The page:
Rahul Gandhi seems to be closing in on Prime Minister Narendra Modi when it comes to popularity. Gandhi has already overtaken Modi on Twitter, and his regular press conferences throw Modi’s silence (and preference for clearly scripted questions) into a poorer light.
Gandhi has gradually managed to shed the ‘pappu’ tag — a combined product of his earlier amateurism, and systematic vilification and over-exaggeration by the BJP’s IT cell – especially after the Congress’ recent victories in Chhattisgarh, Madhya Pradesh and Rajasthan.
He’s also trying to shift the election conversation away from Hindutva and nationalism to issues that may just be closer to most young Indians – employment and gender equality.
A quick review of the past four years
Modi made a lot of tall promises when he came to power in 2014 and his failure to deliver has left certain sections of our population deeply disappointed. For instance, Indian youth, particularly first time voters, can’t help but notice that the promised two crore jobs have not arrived. Meanwhile, the newly-elected Congress governments in Chhattisgarh, Madhya Pradesh and Rajasthan are already working to implement campaign promises such as loan waivers.
The BJP’s also dealing with the resurrection of old jibes against it. For instance, in 2015, Gandhi accused the Modi government of being a “suit boot ki sarkar” and prompted an image overhaul within the BJP. In his book, How the BJP Wins, Prashant Jha argues that Gandhi’s comment compelled Modi to reinvent himself as a leader of the poor, and later the same jibe contributed to the populist idea of demonetisation.
The tag, however, has come back to haunt Modi again — among other allegations, the Modi government is accused of corruption in a deal involving Rafale jets and a company owned by Anil Ambani. Over the last few months, the government has had to defend itself repeatedly, showing that voters’ trust in the party and its leader has definitely eroded. A government can’t champion economic prosperity and be suspected of lining its own pockets at the same time – not something lost on young voters.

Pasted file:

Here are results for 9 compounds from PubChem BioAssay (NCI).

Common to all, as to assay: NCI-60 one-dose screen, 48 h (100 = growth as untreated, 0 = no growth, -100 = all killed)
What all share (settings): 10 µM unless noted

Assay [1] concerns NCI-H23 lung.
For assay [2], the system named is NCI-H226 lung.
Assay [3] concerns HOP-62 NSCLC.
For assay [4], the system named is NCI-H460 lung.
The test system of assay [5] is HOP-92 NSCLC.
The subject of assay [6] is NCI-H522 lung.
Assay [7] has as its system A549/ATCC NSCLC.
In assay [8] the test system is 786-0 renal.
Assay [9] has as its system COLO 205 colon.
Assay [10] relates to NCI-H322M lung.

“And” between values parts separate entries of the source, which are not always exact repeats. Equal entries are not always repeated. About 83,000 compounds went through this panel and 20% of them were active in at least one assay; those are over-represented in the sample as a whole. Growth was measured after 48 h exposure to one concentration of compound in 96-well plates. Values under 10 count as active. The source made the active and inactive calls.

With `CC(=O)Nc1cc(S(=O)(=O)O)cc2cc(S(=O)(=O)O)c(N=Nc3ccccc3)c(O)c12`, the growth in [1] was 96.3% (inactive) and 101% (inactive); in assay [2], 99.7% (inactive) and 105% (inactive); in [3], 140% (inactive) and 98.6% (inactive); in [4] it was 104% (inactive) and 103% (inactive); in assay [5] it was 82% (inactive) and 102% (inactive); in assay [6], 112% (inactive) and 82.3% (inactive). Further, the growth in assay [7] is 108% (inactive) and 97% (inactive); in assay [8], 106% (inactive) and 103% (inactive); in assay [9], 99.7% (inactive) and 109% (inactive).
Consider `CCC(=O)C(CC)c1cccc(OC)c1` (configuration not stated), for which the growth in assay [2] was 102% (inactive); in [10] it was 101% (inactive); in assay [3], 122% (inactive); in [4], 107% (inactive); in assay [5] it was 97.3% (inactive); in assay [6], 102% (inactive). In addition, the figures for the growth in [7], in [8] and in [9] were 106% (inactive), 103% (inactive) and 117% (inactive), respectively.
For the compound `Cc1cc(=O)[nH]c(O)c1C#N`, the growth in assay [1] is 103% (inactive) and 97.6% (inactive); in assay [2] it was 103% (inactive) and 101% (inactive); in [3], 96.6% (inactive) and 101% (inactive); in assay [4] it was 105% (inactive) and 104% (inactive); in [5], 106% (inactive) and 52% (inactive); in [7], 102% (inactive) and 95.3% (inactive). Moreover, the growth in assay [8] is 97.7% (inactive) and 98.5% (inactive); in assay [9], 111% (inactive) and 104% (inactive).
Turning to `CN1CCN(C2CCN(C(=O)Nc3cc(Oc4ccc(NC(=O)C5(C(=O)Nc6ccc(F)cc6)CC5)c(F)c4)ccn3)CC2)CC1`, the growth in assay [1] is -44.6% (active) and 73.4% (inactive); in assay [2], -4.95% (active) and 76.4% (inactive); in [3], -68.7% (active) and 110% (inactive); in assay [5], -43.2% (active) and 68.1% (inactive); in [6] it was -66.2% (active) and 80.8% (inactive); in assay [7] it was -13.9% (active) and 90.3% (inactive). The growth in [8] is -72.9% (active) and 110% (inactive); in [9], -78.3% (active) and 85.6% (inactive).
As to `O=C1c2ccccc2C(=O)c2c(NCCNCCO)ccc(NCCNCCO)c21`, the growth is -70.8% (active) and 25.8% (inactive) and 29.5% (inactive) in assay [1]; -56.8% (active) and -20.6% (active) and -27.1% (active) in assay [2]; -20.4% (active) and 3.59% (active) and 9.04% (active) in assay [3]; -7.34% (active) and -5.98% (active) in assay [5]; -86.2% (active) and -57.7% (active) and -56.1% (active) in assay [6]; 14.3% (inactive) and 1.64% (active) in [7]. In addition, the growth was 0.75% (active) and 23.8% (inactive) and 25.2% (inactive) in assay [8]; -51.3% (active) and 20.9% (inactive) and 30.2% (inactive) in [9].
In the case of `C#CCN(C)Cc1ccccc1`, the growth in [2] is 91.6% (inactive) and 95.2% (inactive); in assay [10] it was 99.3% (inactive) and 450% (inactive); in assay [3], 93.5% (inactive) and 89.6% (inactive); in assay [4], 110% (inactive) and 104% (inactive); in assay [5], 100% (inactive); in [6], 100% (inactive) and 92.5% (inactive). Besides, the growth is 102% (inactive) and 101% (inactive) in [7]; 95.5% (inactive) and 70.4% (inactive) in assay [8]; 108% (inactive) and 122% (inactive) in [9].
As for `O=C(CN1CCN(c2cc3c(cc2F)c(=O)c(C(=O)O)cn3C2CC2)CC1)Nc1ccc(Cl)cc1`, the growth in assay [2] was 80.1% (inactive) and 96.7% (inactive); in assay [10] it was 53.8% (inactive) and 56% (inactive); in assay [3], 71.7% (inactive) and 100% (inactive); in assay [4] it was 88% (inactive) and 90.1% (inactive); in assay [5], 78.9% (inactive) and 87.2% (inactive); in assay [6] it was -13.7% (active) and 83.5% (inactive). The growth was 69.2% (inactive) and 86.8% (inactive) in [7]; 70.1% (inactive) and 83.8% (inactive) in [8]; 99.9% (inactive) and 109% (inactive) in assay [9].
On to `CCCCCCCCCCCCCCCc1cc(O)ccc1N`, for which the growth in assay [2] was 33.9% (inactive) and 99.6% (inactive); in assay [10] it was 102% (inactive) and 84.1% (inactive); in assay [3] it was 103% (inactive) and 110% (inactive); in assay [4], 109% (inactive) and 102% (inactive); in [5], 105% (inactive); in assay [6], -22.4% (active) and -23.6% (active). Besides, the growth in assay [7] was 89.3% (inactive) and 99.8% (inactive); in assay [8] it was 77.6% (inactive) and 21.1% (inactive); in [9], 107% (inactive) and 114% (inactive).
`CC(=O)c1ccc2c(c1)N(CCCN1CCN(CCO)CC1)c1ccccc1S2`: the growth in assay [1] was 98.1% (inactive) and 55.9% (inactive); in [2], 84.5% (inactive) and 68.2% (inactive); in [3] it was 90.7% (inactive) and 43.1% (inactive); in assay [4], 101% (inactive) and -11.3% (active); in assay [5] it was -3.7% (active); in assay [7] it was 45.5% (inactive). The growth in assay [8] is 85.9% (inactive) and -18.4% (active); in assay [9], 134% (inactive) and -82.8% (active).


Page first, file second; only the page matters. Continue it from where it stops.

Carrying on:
Pro-Hindutva rhetoric, erecting statues and renaming cities can’t distract from the anti-corruption gaffes of this government. Modi could not recover the large sums of black money he promised; his government has also failed to convict Vijay Malya, Mehul Choksi and Nirav Modi.
Modi can no longer convincingly use anti-corruption as his USP against the Congress, not without providing some answers of his own.
In addition to this, this government’s proclivity to meddle in institutions – ranging from the Reserve Bank of India to the CBI to state universities – is not lost on the students whose education has been compromised by the “patriotic” changes made in our syllabus, especially history textbooks.
Rahul Gandhi’s not Modi, and he’s using that to his advantage
Apart from party-level actions and policies, Gandhi has also positioned himself as diametrically opposite to Modi. Recently, the prime minister targeted the opposition – the Gandhi family in particular – with comments like “50 crore ki girlfriend” and “Congress ki vidhwa“. He is also known to follow abusive trolls on Twitter.
On the other hand, Gandhi has spoken up for promoting gender equality through better representation of women in parliament. He has written letters to the chief ministers of Congress and allied state governments to pass a resolution in favour of the Women’s Reservation Bill. It, however, must be noted that the Congress failed to pass the Bill during its tenure.
What to expect this year
For the first time, the Congress, led by Gandhi, has started setting the agenda and the Modi government has to adopt a defensive position. He has not only become better at political rhetoric, but he is also talking seriously about policies and issues. He recently spoke about restructuring GST.
What is often cited as ‘weaknesses’ of Rahul Gandhi — that he does not comes off as ‘strong’ as Narendra Modi; that, unlike Modi, he does not seem to have the answer to everything; that he does not take decisions unilaterally — might actually be good for India. The country needs a prime minister who is willing to accept that he/she does not have all the answers; a leader willing to listen to others and work with them. Modi and Amit Shah’s top-down style of working does not leave much scope for involving others — including the youth — in decision-making; whereas Rahul Gandhi has already taken initiatives to involve the youth and give them important roles.
Am I suggesting that Rahul Gandhi is the best candidate we have or will ever have? Certainly not. The very limited point that I am trying to make is that the TINA factor — there is no alternative — is not true. Rahul Gandhi can be an alternative to Modi.
The first-time voters — presumably in the age bracket of 18 to 23 years — were too young to judge the UPA governments; the Modi government is all they have experienced. And they might just decide to give Rahul Gandhi a chance.
Fahad Hasin is undergraduate student, studying political science at Ashoka University.